Sign-up for my free GIFT and receive my weekly newsletter with Health Tips and more

(303)834-9150

©2020 by Kate Solisti. Proudly created by Bare Bones Marketing

  • katesolisti

Can These Simple Spices Protect Your Dog & Cat?


I'm always on the look out for safe, natural ways to keep our beloved furries healthy and free from invading parasites.


So, I was excited to learn from Dr. Will Falconer, DVM, about some familiar spices that have been used in India for centuries in Ayurvedic cooking and medicine to keep the intestines of animals and humans free from parasites.


Which Parasites?


Giardia, intestinal worms such as tapeworm, and a whole host of others transmitted through insects like fleas and flies.


Which Spices and For what?


In Ayurveda, spices that warm the body through the digestive tract, create an inhospitable environment for pesky "critters." They also support the immune system by facilitating digestion.


Here are Dr. Falconer's recommendations. I suggest starting with 1/4 to 1/2 his recommended amounts and working up slowly to be sure your animal doesn't balk at the tastes and their systems have time to adjust. Start with one or two spices. Please don't add all all at once! NOTE: If your animal has any heat sensitivities, has hot spots, or constantly seeks out cool places, be sure to consult your holistic vet before adding these spices to their food. You don't want to add to any existing imbalance!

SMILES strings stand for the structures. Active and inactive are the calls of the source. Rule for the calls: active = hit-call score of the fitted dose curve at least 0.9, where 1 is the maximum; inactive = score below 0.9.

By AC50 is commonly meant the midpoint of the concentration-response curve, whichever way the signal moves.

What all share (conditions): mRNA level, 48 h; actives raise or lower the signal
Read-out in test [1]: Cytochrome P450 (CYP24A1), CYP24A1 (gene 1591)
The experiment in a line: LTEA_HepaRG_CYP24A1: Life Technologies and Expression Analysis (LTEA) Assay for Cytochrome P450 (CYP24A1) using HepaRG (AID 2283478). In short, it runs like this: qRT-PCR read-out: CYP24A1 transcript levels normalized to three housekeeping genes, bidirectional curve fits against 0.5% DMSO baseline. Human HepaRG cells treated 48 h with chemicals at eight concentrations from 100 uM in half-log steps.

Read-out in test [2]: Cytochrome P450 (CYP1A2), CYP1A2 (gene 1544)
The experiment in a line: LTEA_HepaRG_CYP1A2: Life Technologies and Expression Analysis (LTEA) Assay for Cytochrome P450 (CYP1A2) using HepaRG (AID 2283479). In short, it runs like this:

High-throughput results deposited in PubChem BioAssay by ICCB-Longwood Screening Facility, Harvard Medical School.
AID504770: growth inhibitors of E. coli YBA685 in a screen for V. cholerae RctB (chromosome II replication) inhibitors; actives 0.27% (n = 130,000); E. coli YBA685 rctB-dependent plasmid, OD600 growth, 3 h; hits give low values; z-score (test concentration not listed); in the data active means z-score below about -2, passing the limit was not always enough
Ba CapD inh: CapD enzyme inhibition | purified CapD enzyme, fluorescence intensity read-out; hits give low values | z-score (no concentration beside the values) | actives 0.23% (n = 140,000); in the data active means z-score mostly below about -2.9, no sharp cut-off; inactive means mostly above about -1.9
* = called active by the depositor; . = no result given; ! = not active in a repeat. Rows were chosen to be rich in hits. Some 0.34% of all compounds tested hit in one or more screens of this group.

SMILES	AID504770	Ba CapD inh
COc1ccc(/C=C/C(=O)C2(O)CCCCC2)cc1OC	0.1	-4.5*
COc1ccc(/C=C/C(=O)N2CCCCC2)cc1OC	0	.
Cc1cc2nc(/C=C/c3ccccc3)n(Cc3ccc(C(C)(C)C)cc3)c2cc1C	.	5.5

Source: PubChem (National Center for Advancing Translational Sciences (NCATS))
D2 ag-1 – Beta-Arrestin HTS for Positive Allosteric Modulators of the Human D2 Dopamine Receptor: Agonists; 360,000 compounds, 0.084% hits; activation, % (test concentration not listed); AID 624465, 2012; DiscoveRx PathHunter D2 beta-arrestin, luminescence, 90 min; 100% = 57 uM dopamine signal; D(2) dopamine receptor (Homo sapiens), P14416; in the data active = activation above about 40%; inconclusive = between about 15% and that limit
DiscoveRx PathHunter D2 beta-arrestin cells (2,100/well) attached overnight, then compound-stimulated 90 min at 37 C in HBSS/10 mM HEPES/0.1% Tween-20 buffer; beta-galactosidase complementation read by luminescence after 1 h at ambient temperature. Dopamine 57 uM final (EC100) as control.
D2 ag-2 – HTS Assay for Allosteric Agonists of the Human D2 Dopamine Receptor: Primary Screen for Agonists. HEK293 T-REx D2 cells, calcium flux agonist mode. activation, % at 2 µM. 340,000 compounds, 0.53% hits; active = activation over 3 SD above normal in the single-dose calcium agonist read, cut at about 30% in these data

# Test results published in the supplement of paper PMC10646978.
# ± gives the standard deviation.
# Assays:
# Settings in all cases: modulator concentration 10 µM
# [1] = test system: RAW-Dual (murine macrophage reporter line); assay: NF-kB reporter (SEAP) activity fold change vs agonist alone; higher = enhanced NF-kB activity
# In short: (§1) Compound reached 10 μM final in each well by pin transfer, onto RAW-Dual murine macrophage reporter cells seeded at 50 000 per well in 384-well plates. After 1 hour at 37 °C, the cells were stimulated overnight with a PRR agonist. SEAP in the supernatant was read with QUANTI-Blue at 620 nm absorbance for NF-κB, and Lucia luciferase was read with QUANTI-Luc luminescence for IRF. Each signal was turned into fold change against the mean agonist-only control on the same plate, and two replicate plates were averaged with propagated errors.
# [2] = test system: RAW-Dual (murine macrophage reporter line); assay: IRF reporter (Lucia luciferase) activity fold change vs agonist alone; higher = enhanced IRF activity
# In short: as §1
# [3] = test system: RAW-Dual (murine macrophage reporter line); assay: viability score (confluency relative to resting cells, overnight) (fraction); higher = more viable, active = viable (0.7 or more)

Ginger: A well known "tummy tonic" for upsets and motion sickness, it's also a flea deterrent Dr Falconer recommends "grate a bit into the wet food, maybe a 1/2 teaspoon for the little guys up to 1/2 tablespoon for the giants."


Cumin: is also an excellent flea deterrent that can be given to feral cats, if you're caring for them. He recommends powdered or grated cumin added in the same amounts as ginger


Black pepper: Used in small amounts, it's another warming spice that is also essential for activating Tumeric's healing qualities. He says that he's been adding freshly ground black pepper "to taste." Again, I recommend that you start with powdered pepper, adding just a pinch to your companions' food after cooking or warming their food.


Turmeric: Most of you have read about or aware of curcumin, the active property in Tumeric as an anti-inflammatory supplement, great for joints. It also warms the digestive tract making digestion and absorption work better! (Always use with a pinch of black pepper).


Please let me know how your beloveds respond, and as always, use your intuition to be sure any of these are right for your animals.


If you have any questions, consult your holistic vet. (An alopathic vet is unlikely to know anything about this, so will probably discourage you form using herbs and spices in your companion's diets, even though our animals, like ourselves have relied on plants to keep us/them healthy forever!.)


with Love, Your Voice of Animals,

Kate